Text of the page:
Kwame McDonald, long-time Minn. civil rights activist, dies

Kwame McDonald.
Long-time Minnesota civil rights activist Kwame McDonald died Wednesday.
Photo courtesy St. Paul Neighborhood Network

Long-time Minnesota civil rights activist Kwame McDonald, who organized community athletic opportunities for young people and was a pioneer in covering women's sports for local minority newspapers, died Wednesday at age 80.

He was a fixture at high school and college events and wrote about sports for two Minneapolis newspapers: Insight News, and then the Minneapolis Spokesman-Recorder. McDonald was also a community columnist for the St. Paul Pioneer Press.

Charles Hallman, a fellow Spokesman-Recorder staff writer, said McDonald and his son, Mitch, spent hours working with young people in the schools.

McDonald did not call attention to his volunteer work, Hallman said.

"He'd teach class on anything they wanted to talk about. He didn't make a big deal about it; he didn't ask for reimbursement," Hallman said. "He just took his time to go in and listen to young people."

McDonald grew up in Madison, Wis., where he was a gifted high school athlete. He came to St. Paul in 1959 to work for the Urban League. In 1964, McDonald led a campaign to integrate the Minnesota Twins' spring training facilities.

McDonald gravitated toward work with young people at community centers. Bobby Hickman said when St. Paul gang activity increased in the 1970s, community leaders turned to McDonald for help.

Hickman, then director of the Inner City Youth League, a youth advocacy group, said McDonald was a peacemaker.

"Kwame knew that ... [if] you go out there and act militant you get a reputation and get very little done," Hickman said. "But he was insistent that you got his point and that however long it would take for him to make his point would have to do with how long it took for you to get it."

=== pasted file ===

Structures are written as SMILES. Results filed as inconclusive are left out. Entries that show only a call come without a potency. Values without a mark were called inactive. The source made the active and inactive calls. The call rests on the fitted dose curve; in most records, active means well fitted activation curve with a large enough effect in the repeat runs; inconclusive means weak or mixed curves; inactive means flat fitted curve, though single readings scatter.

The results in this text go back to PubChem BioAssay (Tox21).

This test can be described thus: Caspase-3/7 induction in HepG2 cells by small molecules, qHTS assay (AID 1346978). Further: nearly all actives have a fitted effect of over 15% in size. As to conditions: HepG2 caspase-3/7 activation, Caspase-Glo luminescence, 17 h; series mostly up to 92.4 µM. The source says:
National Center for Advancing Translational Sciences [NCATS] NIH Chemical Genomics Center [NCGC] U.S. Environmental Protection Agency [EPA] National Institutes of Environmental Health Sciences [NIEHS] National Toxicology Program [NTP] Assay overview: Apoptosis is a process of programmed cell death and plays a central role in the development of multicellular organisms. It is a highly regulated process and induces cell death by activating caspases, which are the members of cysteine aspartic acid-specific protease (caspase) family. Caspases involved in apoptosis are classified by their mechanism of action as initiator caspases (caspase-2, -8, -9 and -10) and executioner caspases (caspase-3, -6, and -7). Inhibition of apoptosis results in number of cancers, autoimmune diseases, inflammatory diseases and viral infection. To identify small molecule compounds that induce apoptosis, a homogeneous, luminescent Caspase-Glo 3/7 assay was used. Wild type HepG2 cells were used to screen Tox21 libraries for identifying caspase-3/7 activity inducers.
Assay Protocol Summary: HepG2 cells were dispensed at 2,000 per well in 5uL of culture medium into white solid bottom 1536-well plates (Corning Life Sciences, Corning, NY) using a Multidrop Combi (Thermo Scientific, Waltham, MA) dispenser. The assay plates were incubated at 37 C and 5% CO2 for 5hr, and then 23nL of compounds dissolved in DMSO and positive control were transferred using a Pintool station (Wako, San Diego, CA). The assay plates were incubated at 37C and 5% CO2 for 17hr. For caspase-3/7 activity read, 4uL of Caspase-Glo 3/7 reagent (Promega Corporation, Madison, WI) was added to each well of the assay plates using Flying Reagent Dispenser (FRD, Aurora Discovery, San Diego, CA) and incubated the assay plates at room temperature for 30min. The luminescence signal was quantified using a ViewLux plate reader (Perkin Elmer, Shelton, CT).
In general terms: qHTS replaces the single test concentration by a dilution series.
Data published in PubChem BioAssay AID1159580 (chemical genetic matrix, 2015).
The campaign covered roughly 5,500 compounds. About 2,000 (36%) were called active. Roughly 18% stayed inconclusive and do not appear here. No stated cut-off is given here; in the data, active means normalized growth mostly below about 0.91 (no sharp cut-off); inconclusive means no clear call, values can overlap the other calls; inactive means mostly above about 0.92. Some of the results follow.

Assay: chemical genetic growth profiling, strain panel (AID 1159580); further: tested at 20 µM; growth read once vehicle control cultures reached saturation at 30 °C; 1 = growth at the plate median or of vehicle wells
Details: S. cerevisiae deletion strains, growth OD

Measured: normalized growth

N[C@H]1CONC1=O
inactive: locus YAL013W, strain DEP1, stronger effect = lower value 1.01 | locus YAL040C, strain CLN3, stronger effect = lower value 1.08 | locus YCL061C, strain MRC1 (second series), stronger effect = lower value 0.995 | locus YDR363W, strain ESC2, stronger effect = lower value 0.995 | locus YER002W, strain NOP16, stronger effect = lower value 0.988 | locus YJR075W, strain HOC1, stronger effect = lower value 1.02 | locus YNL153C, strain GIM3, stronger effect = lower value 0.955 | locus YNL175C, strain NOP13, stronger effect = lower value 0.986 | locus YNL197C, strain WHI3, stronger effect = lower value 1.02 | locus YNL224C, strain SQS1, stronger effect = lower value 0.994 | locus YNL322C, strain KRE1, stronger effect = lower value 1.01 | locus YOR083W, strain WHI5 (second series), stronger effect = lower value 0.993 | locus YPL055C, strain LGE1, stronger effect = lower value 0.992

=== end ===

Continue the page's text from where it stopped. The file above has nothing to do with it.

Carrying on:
McDonald left Minnesota several times to work in other states, as a college administrator and in an anti-poverty agency.

He told friends in a recent video statement that he returned after each job to St. Paul because he felt welcomed by the community.

Each time, McDonald resumed youth work and covering sports. He hosted hundreds of episodes of his "Sports Rap" program on cable television's St. Paul Neighborhood Network.

McDonald was among the first Minnesota sports writers to give continuing coverage to female athletes.

Lisa Lissamore, who was a star high school basketball player for St. Paul Central, now is associate director of the Minnesota State High School League. She said McDonald created some of the first opportunities for young female athletes in the 1970s, including a community basketball program.

"Every female gym rat there was in St. Paul, or at least in the Summit University, that played in that league as representing Oxford playground," Lissamore said.

In a recent farewell message to friends, McDonald directed his final words to young people.

"Basic thing that I think young people need is self-love and self-confidence," McDonald said. "If you love yourself you will never let you down. Be who you are and it will all come together."

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